The first places to go were the libraries, all the local ones were burnt down. That part was simple, most people had stopped visiting their libraries once the government started taxing book loans. The British Library, Senate House and the one on Chancery Lane belonging to students were turned into refugee centres. People from all over the country flocked with suitcases full of books. All sorts were rescued: the first edition Harry Potters, some Kafkas, EastEnders scripts, Shakespeare’s will and even the Beowulf manuscript that had been stolen a few decades’ earlier turned up.  

But that didn’t last long, book smuggling was declared a crime punishable by life imprisonment. Supporters and book lovers chained themselves across the doors, floors, windows and gates of each of these libraries. Students chanted things about ‘cultural assassination’ whilst the more passive offenders set up online petitions.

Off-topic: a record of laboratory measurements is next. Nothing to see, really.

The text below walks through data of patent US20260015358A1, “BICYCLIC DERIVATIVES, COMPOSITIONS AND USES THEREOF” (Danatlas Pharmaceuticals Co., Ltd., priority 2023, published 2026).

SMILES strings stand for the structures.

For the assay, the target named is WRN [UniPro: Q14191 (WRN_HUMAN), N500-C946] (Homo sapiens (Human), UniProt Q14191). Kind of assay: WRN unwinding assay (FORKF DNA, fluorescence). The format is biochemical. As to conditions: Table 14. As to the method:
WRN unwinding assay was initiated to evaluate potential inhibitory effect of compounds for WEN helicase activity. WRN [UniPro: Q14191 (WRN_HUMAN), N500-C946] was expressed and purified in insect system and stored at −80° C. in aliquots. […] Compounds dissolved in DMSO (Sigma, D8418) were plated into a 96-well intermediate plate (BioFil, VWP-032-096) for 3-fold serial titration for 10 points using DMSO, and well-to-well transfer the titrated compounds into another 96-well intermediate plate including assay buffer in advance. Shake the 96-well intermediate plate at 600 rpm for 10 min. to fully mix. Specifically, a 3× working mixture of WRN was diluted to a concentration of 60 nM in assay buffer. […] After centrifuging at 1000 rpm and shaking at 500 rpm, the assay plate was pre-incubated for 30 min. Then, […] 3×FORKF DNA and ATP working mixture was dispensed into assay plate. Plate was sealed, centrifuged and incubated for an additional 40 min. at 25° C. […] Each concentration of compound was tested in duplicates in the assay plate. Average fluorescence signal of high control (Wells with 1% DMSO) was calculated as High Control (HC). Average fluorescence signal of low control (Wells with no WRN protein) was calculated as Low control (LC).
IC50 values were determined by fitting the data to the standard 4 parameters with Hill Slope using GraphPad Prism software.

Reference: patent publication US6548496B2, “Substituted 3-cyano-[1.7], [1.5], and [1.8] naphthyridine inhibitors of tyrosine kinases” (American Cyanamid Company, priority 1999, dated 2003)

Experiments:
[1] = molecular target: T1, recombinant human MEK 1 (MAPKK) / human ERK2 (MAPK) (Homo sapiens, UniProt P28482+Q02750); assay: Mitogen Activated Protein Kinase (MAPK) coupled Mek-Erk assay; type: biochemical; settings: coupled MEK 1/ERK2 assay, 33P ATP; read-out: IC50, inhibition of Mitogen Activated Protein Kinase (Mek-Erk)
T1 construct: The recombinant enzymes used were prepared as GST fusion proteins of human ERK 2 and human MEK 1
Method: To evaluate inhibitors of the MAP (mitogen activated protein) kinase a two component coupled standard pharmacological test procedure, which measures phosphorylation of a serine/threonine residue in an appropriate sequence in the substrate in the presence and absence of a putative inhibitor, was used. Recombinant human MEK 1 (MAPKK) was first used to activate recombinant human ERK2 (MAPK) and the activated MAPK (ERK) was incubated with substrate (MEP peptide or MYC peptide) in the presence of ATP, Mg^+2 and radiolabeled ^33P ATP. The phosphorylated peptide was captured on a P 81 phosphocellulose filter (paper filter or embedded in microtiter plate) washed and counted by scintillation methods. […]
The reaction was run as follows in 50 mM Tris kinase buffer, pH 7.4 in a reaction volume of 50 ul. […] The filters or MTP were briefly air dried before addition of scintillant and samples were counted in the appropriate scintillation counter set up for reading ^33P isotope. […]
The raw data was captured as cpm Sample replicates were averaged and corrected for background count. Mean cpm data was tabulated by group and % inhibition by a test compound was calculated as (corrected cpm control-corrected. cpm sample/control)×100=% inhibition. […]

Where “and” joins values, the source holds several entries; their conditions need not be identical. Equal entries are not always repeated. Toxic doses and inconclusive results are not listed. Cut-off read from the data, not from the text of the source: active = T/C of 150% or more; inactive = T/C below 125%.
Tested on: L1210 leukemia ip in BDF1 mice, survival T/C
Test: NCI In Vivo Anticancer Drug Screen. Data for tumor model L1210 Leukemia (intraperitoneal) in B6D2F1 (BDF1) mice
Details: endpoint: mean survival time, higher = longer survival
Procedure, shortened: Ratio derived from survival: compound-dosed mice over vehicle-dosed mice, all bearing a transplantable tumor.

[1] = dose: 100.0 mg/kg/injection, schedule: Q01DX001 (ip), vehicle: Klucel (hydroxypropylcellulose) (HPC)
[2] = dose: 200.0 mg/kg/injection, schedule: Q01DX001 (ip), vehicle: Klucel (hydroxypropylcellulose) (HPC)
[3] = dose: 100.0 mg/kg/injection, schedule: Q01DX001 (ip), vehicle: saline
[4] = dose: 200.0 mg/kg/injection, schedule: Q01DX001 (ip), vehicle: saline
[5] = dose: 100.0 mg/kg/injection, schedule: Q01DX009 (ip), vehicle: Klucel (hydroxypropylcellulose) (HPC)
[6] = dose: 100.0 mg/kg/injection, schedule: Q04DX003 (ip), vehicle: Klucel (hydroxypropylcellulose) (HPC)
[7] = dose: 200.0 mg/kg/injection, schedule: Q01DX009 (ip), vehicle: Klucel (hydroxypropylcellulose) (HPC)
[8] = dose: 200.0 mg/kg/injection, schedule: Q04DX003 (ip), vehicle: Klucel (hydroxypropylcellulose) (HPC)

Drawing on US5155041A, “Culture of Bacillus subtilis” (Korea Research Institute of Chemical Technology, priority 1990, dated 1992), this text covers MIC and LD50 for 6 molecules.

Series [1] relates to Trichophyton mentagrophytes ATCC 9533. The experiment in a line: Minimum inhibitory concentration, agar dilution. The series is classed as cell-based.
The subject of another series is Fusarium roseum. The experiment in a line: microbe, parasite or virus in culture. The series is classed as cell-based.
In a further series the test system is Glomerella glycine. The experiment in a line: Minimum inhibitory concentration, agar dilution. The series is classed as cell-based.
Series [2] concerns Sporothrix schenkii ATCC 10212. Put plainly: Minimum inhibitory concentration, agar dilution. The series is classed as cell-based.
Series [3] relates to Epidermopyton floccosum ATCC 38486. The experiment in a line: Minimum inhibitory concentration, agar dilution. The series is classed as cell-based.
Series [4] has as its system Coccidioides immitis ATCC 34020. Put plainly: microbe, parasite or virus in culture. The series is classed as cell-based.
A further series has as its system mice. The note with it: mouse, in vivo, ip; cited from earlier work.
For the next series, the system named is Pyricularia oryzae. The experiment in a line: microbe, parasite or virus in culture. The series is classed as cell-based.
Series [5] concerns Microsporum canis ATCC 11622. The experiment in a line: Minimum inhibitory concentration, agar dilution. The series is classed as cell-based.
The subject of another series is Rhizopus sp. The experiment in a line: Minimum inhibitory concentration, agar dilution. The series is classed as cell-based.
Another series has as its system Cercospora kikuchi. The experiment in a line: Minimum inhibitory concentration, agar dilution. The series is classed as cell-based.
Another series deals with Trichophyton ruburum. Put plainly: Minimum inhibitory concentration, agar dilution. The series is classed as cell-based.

The proactive ones died immediately, they refused to unchain themselves and so libraries became mass graves of both book and reader. Each reader died with a book in their hand – a symbol for the next short-lived revolution. The passive ones became victims of online hacks. They died slow and tormented deaths. First all their money, live savings and pensions were removed from their accounts. Next they were declared bankrupt. With no financial standing, they were sucked into the black-hole of poverty and the rest you know for yourself.

* * *

As usual I readjusted the translation settings on my iReader after the story.

But that day he said something to me that I will remember always, a secret. And out of respect for him I shall not repeat it.  

Tri-ling committed suicide soon after.